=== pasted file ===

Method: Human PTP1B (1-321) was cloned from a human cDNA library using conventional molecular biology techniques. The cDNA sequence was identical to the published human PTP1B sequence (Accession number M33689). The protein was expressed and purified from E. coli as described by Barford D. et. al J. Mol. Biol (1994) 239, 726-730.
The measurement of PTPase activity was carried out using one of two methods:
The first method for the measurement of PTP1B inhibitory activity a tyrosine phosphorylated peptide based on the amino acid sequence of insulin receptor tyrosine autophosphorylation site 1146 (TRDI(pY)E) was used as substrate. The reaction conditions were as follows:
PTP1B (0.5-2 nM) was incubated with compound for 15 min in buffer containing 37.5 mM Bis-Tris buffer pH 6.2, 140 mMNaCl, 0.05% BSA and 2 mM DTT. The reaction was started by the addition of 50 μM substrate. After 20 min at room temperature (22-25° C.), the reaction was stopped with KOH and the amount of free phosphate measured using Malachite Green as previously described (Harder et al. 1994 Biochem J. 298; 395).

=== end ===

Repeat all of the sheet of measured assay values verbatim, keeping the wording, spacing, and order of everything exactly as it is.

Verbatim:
Method: Human PTP1B (1-321) was cloned from a human cDNA library using conventional molecular biology techniques. The cDNA sequence was identical to the published human PTP1B sequence (Accession number M33689). The protein was expressed and purified from E. coli as described by Barford D. et. al J. Mol. Biol (1994) 239, 726-730.
The measurement of PTPase activity was carried out using one of two methods:
The first method for the measurement of PTP1B inhibitory activity a tyrosine phosphorylated peptide based on the amino acid sequence of insulin receptor tyrosine autophosphorylation site 1146 (TRDI(pY)E) was used as substrate. The reaction conditions were as follows:
PTP1B (0.5-2 nM) was incubated with compound for 15 min in buffer containing 37.5 mM Bis-Tris buffer pH 6.2, 140 mMNaCl, 0.05% BSA and 2 mM DTT. The reaction was started by the addition of 50 μM substrate. After 20 min at room temperature (22-25° C.), the reaction was stopped with KOH and the amount of free phosphate measured using Malachite Green as previously described (Harder et al. 1994 Biochem J. 298; 395).